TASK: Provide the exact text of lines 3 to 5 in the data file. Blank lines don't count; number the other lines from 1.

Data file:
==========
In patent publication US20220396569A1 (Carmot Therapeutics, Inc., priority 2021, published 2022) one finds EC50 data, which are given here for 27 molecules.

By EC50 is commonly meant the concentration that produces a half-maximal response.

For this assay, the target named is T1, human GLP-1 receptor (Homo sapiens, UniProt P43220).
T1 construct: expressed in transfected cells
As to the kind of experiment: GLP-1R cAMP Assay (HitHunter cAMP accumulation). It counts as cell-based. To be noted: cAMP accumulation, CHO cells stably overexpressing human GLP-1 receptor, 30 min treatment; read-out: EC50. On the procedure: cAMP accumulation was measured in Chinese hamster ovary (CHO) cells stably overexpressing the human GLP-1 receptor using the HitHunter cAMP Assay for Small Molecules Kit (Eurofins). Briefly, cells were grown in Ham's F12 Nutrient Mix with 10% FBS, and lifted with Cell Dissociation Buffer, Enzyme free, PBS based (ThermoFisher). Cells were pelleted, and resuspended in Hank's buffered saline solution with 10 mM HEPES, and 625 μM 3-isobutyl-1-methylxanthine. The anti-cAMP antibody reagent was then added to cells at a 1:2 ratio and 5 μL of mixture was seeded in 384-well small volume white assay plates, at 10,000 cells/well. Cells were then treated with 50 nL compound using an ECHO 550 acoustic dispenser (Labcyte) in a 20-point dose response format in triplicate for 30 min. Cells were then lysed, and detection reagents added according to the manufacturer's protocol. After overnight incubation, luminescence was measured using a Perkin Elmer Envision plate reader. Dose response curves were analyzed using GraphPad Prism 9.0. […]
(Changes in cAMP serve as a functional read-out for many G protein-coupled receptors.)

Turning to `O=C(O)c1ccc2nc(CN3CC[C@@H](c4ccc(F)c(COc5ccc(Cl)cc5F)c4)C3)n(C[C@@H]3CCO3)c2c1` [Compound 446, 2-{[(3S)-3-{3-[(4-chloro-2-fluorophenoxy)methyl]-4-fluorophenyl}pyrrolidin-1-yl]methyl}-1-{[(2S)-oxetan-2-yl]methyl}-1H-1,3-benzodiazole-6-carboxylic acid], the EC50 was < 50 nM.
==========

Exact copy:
For this assay, the target named is T1, human GLP-1 receptor (Homo sapiens, UniProt P43220).
T1 construct: expressed in transfected cells
As to the kind of experiment: GLP-1R cAMP Assay (HitHunter cAMP accumulation). It counts as cell-based. To be noted: cAMP accumulation, CHO cells stably overexpressing human GLP-1 receptor, 30 min treatment; read-out: EC50. On the procedure: cAMP accumulation was measured in Chinese hamster ovary (CHO) cells stably overexpressing the human GLP-1 receptor using the HitHunter cAMP Assay for Small Molecules Kit (Eurofins). Briefly, cells were grown in Ham's F12 Nutrient Mix with 10% FBS, and lifted with Cell Dissociation Buffer, Enzyme free, PBS based (ThermoFisher). Cells were pelleted, and resuspended in Hank's buffered saline solution with 10 mM HEPES, and 625 μM 3-isobutyl-1-methylxanthine. The anti-cAMP antibody reagent was then added to cells at a 1:2 ratio and 5 μL of mixture was seeded in 384-well small volume white assay plates, at 10,000 cells/well. Cells were then treated with 50 nL compound using an ECHO 550 acoustic dispenser (Labcyte) in a 20-point dose response format in triplicate for 30 min. Cells were then lysed, and detection reagents added according to the manufacturer's protocol. After overnight incubation, luminescence was measured using a Perkin Elmer Envision plate reader. Dose response curves were analyzed using GraphPad Prism 9.0. […]